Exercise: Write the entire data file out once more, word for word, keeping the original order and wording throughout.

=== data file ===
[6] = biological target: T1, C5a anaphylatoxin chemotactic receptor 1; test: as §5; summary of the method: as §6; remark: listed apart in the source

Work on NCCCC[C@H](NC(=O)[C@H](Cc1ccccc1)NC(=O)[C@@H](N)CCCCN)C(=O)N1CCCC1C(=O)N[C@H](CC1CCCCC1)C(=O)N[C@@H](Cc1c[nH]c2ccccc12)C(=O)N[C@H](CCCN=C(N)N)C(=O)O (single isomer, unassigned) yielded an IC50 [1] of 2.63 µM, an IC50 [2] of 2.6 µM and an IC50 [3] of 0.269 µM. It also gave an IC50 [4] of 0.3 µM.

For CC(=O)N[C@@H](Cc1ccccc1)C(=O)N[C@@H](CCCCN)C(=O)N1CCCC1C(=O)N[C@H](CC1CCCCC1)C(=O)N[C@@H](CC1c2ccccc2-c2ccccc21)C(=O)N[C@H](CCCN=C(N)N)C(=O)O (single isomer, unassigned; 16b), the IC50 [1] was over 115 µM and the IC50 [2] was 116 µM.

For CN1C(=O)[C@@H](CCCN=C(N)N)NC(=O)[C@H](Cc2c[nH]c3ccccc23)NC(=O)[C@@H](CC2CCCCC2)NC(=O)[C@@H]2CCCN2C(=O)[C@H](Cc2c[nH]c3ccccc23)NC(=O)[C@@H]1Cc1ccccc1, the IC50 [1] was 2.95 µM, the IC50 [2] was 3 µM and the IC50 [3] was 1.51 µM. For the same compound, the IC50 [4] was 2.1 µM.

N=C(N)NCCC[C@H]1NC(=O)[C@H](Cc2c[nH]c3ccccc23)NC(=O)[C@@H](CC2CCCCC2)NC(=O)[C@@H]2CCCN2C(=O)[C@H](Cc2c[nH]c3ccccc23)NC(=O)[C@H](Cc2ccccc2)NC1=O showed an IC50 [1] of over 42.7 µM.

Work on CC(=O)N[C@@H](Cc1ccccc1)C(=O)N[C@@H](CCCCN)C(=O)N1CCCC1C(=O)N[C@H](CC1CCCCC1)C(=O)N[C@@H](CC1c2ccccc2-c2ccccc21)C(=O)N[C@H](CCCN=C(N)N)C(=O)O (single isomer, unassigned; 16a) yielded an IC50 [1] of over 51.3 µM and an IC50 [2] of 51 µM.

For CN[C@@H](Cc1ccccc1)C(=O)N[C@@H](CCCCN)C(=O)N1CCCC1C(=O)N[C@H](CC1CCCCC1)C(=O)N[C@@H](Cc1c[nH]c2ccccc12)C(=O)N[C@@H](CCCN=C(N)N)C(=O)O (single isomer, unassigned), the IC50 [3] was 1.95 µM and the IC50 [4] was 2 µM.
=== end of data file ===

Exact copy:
[6] = biological target: T1, C5a anaphylatoxin chemotactic receptor 1; test: as §5; summary of the method: as §6; remark: listed apart in the source

Work on NCCCC[C@H](NC(=O)[C@H](Cc1ccccc1)NC(=O)[C@@H](N)CCCCN)C(=O)N1CCCC1C(=O)N[C@H](CC1CCCCC1)C(=O)N[C@@H](Cc1c[nH]c2ccccc12)C(=O)N[C@H](CCCN=C(N)N)C(=O)O (single isomer, unassigned) yielded an IC50 [1] of 2.63 µM, an IC50 [2] of 2.6 µM and an IC50 [3] of 0.269 µM. It also gave an IC50 [4] of 0.3 µM.

For CC(=O)N[C@@H](Cc1ccccc1)C(=O)N[C@@H](CCCCN)C(=O)N1CCCC1C(=O)N[C@H](CC1CCCCC1)C(=O)N[C@@H](CC1c2ccccc2-c2ccccc21)C(=O)N[C@H](CCCN=C(N)N)C(=O)O (single isomer, unassigned; 16b), the IC50 [1] was over 115 µM and the IC50 [2] was 116 µM.

For CN1C(=O)[C@@H](CCCN=C(N)N)NC(=O)[C@H](Cc2c[nH]c3ccccc23)NC(=O)[C@@H](CC2CCCCC2)NC(=O)[C@@H]2CCCN2C(=O)[C@H](Cc2c[nH]c3ccccc23)NC(=O)[C@@H]1Cc1ccccc1, the IC50 [1] was 2.95 µM, the IC50 [2] was 3 µM and the IC50 [3] was 1.51 µM. For the same compound, the IC50 [4] was 2.1 µM.

N=C(N)NCCC[C@H]1NC(=O)[C@H](Cc2c[nH]c3ccccc23)NC(=O)[C@@H](CC2CCCCC2)NC(=O)[C@@H]2CCCN2C(=O)[C@H](Cc2c[nH]c3ccccc23)NC(=O)[C@H](Cc2ccccc2)NC1=O showed an IC50 [1] of over 42.7 µM.

Work on CC(=O)N[C@@H](Cc1ccccc1)C(=O)N[C@@H](CCCCN)C(=O)N1CCCC1C(=O)N[C@H](CC1CCCCC1)C(=O)N[C@@H](CC1c2ccccc2-c2ccccc21)C(=O)N[C@H](CCCN=C(N)N)C(=O)O (single isomer, unassigned; 16a) yielded an IC50 [1] of over 51.3 µM and an IC50 [2] of 51 µM.

For CN[C@@H](Cc1ccccc1)C(=O)N[C@@H](CCCCN)C(=O)N1CCCC1C(=O)N[C@H](CC1CCCCC1)C(=O)N[C@@H](Cc1c[nH]c2ccccc12)C(=O)N[C@@H](CCCN=C(N)N)C(=O)O (single isomer, unassigned), the IC50 [3] was 1.95 µM and the IC50 [4] was 2 µM.